A Cinnabon in Omaha

…and other tidbits.

Who’s a chip off the ol’ block?


Zach’s chair instruction. Note his disdain for the knot. The kid’s a natural, just like his old man.

  • Speaking of predilections, MLB would have been a very good concert pianist. His hands fan out like a pterodactyl’s wings and he has an ear for things classical. His tragic flaw, though, would have been his tendency to be continually distracted by the construction details of both instrument and stage.

  • A THANK YOU to Unplugged Shop for organizing and listing posts for like-minded people who would rather use a handsaw than a power saw.

  • The bridge we have been working on (the span is pictured below) will have no positive camber. It doesn’t need it, I have been told, unless they’re expecting heavy vehicular traffic between the spa and the inn. Positive Camber is more of an album name than a band name–think 70’s “van rock”.


Like a bridge over troubled, pumped and recycled, water.

  • Scribe rule, square rule, mill rule, O’Doyle Rules! These are different framing layout techniques. Our bridge uses ’em all (excepting mill rule–it just seemed the right thing to say at the time).

  • The key is to make your exodus from Douchebury as soon as you realize you’ve been there. I have frequented the cafes there too often myself.

  • The subject of chisel ferrules came up the other day while we were banging out mortises. Michael had a great suggestion for using a 1″ pipe coupling (with threads) for a robust ferrule. I mean to try that, though my chisel is temporarily ferruled with hockey tape. And by “temporarily” I mean indefinitely. Hockey Tape Feral–acoustic Canadian punk.

  • The sound progression from saw to mallet to paring with a chisel, it’s…music.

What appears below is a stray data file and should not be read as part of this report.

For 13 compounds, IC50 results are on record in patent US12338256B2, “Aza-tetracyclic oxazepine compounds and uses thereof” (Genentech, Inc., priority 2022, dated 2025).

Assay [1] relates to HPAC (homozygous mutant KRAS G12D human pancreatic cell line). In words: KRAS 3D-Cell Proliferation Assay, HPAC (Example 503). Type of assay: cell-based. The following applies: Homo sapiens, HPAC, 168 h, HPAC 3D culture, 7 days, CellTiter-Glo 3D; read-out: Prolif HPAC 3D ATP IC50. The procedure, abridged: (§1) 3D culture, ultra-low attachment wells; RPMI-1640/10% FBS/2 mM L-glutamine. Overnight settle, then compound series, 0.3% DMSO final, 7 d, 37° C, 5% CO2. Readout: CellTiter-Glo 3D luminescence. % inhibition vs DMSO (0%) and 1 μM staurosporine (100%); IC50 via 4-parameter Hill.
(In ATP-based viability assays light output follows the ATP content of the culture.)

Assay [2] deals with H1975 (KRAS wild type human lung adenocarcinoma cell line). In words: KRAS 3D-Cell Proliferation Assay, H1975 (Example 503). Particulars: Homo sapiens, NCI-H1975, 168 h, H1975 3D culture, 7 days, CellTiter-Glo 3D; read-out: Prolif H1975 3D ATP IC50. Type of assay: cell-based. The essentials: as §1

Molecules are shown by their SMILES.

• I reckon we’re about a fortnight til the chorus of spring peepers fills the evening air.


Trenail soup. Add seasoning to taste.

  • I’m working with uneven surfaces here, said John O., somewhat skeptically, in reference to our hewing.

  • Someday, some way, we’ll get to finishing up our story about our Duxbury Tree House. It’s just that there have been SO many things going on in the interim, he said whining.

  • It’s so damned easy to respond to ugly with more ugly. That’s why there’s a bucket of wisdom in a friend’s recent blog post.

  • A HUGE thanks to Pine, Alex, et al, of the Jones River Landing for putting up with our noise, our bad jokes, and our tracking of sawdust and wood chips between the coffee machine and the bathroom. You have been the best hosts ever. We promise to clean up after ourselves.

  • Thanks also to Peter Arenstam and Don Heminitz for moving the boat, Merry Wing from the Jones River Landing shop so us landsmen framers could do our plumb and square work.


Trial fitting of post to plate.

  • We’ve had several very nice folks visit our work at the Landing. It feels good to share what we’ve been up to. Sometimes, however, the ambient noise makes for interesting dialogue:

Me: Where are you from?

Roy: No thank you. 


Saw horse horseplay. NSFW

  • In the day, our friend, the talented S.W.B. used to call the tail-end of our department’s meeting minutes “tidbits”. Things like, repair Cooke chimney boot-daub, plug hole in Hopkins thatch, and fix cow-pen would be hastily scrawled in a notebook which, ultimately, no one would refer to. With his head for organization and numbers, his acumen for hand tools and honest toil, and his decency and simple human compassion, I submit that Mr. B. would make a superlative CEO for a small to medium-sized non-profit. 

  • The things you learn at the Jones River Landing: Glass eels and elvers (immature eels) are a delicacy in parts of Asia. Mass guys and Mainers will poach them under cover of darkness from our rivers and sell them to Japan, who, in turn, will continue to grow them until they re-sell them to China. Needless to say, this is a bad thing, not only for the eel population but for the ecosystem generally. Such slippery international drama on the soporific South Shore: Who knew?


MLB’s shop in transition. Books on the bench and shavings on the floor. That about sums it up.

  • I found myself literally on the edge of my seat, mouth agape, watching the final episodes of Breaking BadJesse’s fantasy about woodworking was made all the more poignant by his descent into hell.


  • There was also this found somewhere online:


  • This made Saul’s comic relief all the more hilarious: If I’m lucky, three months from now, best case scenario, I’m managing a Cinnabon in Omaha.

  • And finally–


There are no words.


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